Sunday, September 2, 2018

2018.09.02 Eighty Is Eighty

This is how my 80th birthday celebration went.  I’ve written about this in many ways in different sites, but I’m not done celebrating. 

I was born August 7, 1938. My husband Dick was born also on August 7 but in 1941. His brain is three years younger than mine. That’s helpful at my age! (Photo November, 2017)
We decided in 2018 to celebrate our one day twice—one dinner out for my day and one for his. The first dinner was at a new Indian restaurant, Nirvana in Cambridge. We love Indian food and had scheduled our reservation early, 5:30—the hour of dining for oldies and what I’d sworn I’d never do. We expected nirvana. When we arrived we were greeted by the noisy, messy chaos of a birthday party for a group of eleven-year-old boys, complete with birthday cake and a food fight. So we talked about memories of being wildly pre-pubescent ourselves and memories of being parents of seven children and a few grandchildren in the same state of explosive life.

Our second chosen restaurant is a favorite neighborhood restaurant—Italian, Dick’s heritage. We are friendly with the staff. I have learned a few Italian words and some of the wait staff speak Spanish. It’s the restaurant we went to nearly every night when we first moved to Cambridge eight years ago and were waiting for our appliances to be installed. We were sure we’d be feted and treated like the regulars we are, and especially with a high profile birthday. However, both managers were on vacation, the place was hopping with people who had spilled out and into the restaurant from an event in nearby Danehy Park, and they were understaffed and rushing around, even had the bartender waiting tables. They hardly noticed us. We talked about the spirituality of patience, finally agreeing that it was for the saints, or at least the birds.  Spoiled, privileged, entitled, yes, but not guilty. Prego.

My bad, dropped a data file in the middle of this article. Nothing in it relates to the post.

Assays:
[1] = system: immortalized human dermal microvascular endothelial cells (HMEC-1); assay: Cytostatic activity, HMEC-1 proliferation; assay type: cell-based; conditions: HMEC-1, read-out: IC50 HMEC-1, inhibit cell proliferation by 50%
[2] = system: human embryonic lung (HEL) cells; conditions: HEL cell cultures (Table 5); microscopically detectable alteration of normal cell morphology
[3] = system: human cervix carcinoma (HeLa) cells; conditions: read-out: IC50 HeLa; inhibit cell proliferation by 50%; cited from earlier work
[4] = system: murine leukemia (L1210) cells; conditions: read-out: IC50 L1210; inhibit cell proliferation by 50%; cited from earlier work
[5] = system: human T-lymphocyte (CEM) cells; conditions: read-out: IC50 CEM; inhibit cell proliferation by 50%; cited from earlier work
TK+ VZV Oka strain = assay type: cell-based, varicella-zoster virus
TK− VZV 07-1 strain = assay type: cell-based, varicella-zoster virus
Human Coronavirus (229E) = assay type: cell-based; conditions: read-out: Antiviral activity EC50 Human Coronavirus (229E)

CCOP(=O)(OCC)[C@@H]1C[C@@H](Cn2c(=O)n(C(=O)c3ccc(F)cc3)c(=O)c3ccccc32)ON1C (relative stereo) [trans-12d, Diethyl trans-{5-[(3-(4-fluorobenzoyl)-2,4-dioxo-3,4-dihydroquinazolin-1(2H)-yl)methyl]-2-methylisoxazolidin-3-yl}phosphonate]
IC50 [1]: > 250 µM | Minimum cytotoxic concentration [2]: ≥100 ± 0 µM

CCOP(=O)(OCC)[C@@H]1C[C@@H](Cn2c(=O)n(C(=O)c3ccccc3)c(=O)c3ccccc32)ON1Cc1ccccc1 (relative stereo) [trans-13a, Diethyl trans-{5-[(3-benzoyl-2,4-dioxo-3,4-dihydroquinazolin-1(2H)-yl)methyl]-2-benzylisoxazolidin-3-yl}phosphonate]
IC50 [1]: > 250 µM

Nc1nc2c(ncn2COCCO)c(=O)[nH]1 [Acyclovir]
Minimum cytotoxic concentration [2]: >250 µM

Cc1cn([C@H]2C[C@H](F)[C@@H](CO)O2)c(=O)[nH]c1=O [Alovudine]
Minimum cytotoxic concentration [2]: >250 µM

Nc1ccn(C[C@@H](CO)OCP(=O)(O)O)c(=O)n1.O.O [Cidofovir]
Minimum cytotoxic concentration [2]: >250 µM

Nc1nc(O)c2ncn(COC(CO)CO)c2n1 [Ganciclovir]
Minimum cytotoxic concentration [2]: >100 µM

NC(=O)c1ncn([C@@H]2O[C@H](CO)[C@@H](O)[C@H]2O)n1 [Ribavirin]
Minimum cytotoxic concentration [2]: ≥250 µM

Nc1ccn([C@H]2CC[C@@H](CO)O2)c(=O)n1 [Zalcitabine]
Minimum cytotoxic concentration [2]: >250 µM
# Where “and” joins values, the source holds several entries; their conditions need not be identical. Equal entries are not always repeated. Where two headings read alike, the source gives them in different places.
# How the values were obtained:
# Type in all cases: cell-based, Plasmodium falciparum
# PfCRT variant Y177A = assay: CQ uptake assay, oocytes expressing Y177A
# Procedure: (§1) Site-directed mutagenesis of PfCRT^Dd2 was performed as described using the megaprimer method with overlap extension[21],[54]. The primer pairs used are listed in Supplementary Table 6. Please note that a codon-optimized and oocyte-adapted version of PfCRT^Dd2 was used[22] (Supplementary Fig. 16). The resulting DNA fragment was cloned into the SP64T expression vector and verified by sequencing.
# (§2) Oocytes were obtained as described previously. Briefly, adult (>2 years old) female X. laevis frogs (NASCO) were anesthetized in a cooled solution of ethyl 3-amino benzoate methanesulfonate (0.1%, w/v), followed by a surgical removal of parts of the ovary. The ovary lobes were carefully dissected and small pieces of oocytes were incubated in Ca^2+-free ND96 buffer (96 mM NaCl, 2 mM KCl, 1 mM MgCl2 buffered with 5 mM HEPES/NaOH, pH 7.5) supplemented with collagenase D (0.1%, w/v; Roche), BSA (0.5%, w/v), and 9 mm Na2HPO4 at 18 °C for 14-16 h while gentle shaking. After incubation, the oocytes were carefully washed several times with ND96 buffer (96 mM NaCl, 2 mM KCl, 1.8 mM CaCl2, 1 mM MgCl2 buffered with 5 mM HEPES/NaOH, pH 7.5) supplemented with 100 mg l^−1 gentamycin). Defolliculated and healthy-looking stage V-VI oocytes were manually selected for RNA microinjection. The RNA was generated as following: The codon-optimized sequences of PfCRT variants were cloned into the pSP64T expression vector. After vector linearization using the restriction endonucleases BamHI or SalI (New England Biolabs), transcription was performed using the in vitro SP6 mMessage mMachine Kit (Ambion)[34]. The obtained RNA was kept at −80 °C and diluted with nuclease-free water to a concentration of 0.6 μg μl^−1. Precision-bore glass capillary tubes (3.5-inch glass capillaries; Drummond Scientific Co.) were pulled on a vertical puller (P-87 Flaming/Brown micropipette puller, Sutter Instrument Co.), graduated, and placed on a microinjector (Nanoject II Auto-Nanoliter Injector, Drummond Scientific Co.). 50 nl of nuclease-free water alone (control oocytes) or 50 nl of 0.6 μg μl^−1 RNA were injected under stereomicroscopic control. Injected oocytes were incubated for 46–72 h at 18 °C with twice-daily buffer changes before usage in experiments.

We got off to our two weeks' vacation in Nantucket the next day. Even the ferry food tasted good, and the sun shone brightly as the sea breeze unruffled our feathers. We were almost afraid to try again at our favorite island restaurant, 56 Union. We waited till Monday, a low night we hoped, and we went at 7 p.m. As we came in the hostess asked us if we’d like to be seated in “the quiet room.”  Ah!  Aging is good.

At the end of our birthday month after we were back home, my four children, all from Connecticut, came to take me out for lunch on Sunday August 26. They had asked what I wanted and I told them I wanted to be together with them—just them, no spouses or grandchildren. They thought we could meet somewhere equidistant, but I said I wanted them to come here. One daughter had never seen where I live in retirement. And so it was. Our lunch at Artistry on the Green in Lexington, was elegant, quiet, and relaxed. No agendas, no need for deep confessions, no leftover family kvetches, no pressurized joy. It was perfect, which doesn’t mean there was no chaos in each life. That was put aside for the day. It was a ritual as holy as Sunday church or my birth day, Sunday. They gave me a funny card, a multi-colored piñata signed with little love notes from each one of them, and a gift card for the Seaside Motel in Maine where we for years have spent Thanksgiving week and celebrated our wedding anniversary, November 23.  And they paid the tab.
(Robert William, 51,III, Jill Barlow, 54, Lynda Gillespie, 80, John Thomas, 47, Beverley Ann, 55—all Brakeman)

Eighty for me is not the new 60, or 40. Eighty is quiet of soul—glory, gratitude, humor, love, and good looks thrown in.